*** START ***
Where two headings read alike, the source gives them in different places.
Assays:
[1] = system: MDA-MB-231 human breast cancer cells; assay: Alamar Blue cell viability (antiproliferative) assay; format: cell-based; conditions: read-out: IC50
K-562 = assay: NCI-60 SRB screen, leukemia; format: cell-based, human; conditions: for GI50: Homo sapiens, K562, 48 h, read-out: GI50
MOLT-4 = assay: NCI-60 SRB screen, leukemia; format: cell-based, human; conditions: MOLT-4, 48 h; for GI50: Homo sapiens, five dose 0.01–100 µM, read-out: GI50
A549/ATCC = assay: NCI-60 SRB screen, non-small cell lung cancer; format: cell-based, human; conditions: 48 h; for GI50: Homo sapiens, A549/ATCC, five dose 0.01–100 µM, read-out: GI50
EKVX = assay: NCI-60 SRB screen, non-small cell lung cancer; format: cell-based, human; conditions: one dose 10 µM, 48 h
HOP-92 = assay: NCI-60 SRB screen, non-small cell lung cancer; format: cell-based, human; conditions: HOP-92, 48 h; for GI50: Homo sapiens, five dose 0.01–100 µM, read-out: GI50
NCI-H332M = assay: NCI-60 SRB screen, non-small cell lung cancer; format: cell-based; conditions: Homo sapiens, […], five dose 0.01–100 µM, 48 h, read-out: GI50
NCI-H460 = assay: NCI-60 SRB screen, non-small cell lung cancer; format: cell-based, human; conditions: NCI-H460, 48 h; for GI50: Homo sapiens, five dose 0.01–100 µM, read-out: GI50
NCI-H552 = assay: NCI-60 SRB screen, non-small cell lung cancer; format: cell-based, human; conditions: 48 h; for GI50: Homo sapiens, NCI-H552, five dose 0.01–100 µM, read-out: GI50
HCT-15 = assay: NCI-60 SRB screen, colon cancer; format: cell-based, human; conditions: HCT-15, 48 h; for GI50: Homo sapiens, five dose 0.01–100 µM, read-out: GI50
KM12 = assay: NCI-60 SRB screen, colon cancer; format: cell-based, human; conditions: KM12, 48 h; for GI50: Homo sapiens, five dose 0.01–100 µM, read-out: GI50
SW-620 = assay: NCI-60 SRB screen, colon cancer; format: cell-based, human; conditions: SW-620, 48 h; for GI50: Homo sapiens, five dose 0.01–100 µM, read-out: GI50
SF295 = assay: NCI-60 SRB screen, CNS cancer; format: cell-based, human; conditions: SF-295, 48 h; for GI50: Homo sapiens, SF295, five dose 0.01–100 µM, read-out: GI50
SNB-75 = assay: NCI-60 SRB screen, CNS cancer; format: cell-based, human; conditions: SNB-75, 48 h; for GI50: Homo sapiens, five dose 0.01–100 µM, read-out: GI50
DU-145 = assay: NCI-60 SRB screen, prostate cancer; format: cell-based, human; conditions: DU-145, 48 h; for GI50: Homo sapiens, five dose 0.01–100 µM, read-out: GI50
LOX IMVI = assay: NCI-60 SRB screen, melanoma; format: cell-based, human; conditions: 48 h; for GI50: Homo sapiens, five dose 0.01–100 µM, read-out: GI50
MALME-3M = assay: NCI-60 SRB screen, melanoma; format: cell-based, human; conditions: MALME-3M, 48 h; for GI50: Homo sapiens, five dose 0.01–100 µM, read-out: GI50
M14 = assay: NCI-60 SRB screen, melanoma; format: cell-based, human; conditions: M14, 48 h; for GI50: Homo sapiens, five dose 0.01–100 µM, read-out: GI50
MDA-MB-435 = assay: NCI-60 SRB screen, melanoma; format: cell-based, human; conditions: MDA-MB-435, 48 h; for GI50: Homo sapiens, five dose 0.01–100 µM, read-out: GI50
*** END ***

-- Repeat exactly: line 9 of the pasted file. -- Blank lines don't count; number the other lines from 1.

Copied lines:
NCI-H332M = assay: NCI-60 SRB screen, non-small cell lung cancer; format: cell-based; conditions: Homo sapiens, […], five dose 0.01–100 µM, 48 h, read-out: GI50